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Case Study 1: Peanut Butter is Tainted
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Case Study 1: Peanut Butter is Tainted

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  • 1. Case Study 1: Peanut Butter is Tainted
    Suma and Kathryn
  • 2. Background Information
    425 people from 44 states were ill
    Diarrhea, fever, abdominal cramps
    Illness usually lasted 4-7 days, some cases of diarrhea were so severe patient needed to be hospitalized
    Out of 351, 71 (20%) were hospitalized
    No deaths
    Onset dates ranged from August 1st to February 16th, and 67% of cases occurred after December 1st
  • 3. Affected System
    Digestive system
  • 4. Parts that could be affected
    • Stomach
    • 5. Small intestine
    • 6. Large intestine
  • Patient PB
    Stomach cramping
    Diarrhea
    Moderately high temperature
    16 hours prior to onset, peanut butter sandwich had been consumed
    Escherichia coli
    Pseudomonas aeuroginosa
    Salmonella enetrica
    Staphylococcus aureus
    Streptococcus pyogenes
    Haemophilusinfluenzae
    Symptoms and History
    Possible Culprits
  • 7. Gram stain
    Procedure
    Add bacteria sample, E.coli(negative control), and S. aureus (positive control)to individual drops of water
    Let dry
    Heat fix slide
    Cover smears with crystal violet dye for one minute, then rinse with DI water
    Repeat with Gram’s iodine, but rinse with decolorizer acetone alcohol
    Repeat with safranin, rinse with DI water
    Blot dry, view using oil immersion
  • 8. Results (Gram stain)
    Expected results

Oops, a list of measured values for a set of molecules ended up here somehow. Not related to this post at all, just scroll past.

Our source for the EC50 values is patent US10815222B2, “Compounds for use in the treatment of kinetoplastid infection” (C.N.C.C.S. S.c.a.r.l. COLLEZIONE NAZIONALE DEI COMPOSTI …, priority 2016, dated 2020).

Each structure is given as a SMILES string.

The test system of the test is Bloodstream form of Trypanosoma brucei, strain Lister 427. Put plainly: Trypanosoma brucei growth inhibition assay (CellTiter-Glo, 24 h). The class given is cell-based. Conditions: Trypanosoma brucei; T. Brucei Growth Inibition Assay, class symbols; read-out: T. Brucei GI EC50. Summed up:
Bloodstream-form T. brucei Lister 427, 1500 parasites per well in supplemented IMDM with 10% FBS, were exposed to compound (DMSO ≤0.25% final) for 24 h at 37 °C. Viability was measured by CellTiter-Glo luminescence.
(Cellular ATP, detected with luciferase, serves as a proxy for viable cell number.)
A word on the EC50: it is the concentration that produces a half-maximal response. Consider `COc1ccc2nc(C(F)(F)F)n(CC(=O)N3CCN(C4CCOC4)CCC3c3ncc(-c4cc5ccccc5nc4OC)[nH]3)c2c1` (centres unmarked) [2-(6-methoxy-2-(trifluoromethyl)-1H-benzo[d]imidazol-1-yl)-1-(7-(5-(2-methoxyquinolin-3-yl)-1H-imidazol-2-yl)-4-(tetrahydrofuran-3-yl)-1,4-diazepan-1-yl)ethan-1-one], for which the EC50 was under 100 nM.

What do these results mean?
    Pink- Gram negative
    Purple- Gram positive
    Eliminate S. aureus and S. pyogenus
    Patient sample (1000x)
    E. Coli (1000x)
    S. aureus(1000x)
  • 9. Selective/differential plate
    Procedure
    Use MacConkey Agar because patient sample is gram negative
    Spread E. coli (positive control), S. aureus (negative control), and patient sample in a V-formation on the plate
    Incubate
  • 10. Results (selective/differential)
    Expected Results
    Reddish pink- lacpositve, gram negative
    Whitish clear- lac negative, gram negative
    No growth- gram positive
    E. coli- pinkish red
    S. aureus – no growth
    Patient- whitish clear
    What do these results mean?
    • eliminate E. coli
  • Antimicrobial Susceptibility Test
    Coat a plate with a thin film of bacteria, making sure not to miss any spots
    Place six antibiotic discs around the edges of the plate, evenly spaced apart
    Tetracyclin
    Penicillin
    Streptomycin
    Vancomycin
    Gentamicin
    Chloramphenicol
    Procedure
    Allow bacteria to incubate
    Measure zone of no growth
    Compare to known values to find sensitivity/resistance
  • 11. Results (Antimicrobial Susceptibility)
    Tetracyclin = 20 mm (S)
    Penicillin = 16 mm (R)
    Streptomycin = 14 mm (I)
    Vancomycin = NA (R)
    Gentamicin = 14 mm (I)
    Chloramphenicol= 22 (S)
    What do these results mean?
    Patient sample is:
    Resistant to penicillin, vancomycin
    Intermediate to streptomycin, gentamicin
    Sensitive to tetracyclin, chloramphenicol
    Eliminate P. aeuroginosa
    Resistant to chloramphenicol
    Eliminate H. influenzae
    Different symptoms (meningitis)
  • 12. Salmonella enterica
    A rod shaped, flagellated, Gram negative bacteria
  • 13. Salmonella enterica
    Arranged in a cluster- tetrad form
    Anaerobic- can live with low oxygen conditions
    Affects gastrointestinal region, through the fecal oral route
    Injects a protein called SipA to enter cell
    Disturbs the membrane, causes levels of free calcium to rise and disorganizes cytoplasm
  • 14. Epidemiology
    Causes diarrhea, fever, vomiting, abdominal cramps
    Can spread from intestine to blood stream, cause bacteremia
    raw meat, eggs (can be found on any food surface)
    Normal bacterial flora in reptiles and amphibians
    contaminated water or soil
    Salmonellosis can be prevented by
    Cooking food thoroughly
    Washing hands and cooking surfaces
    refrigeration
    Single most common cause of food poisoning in the US
    Salmonellosis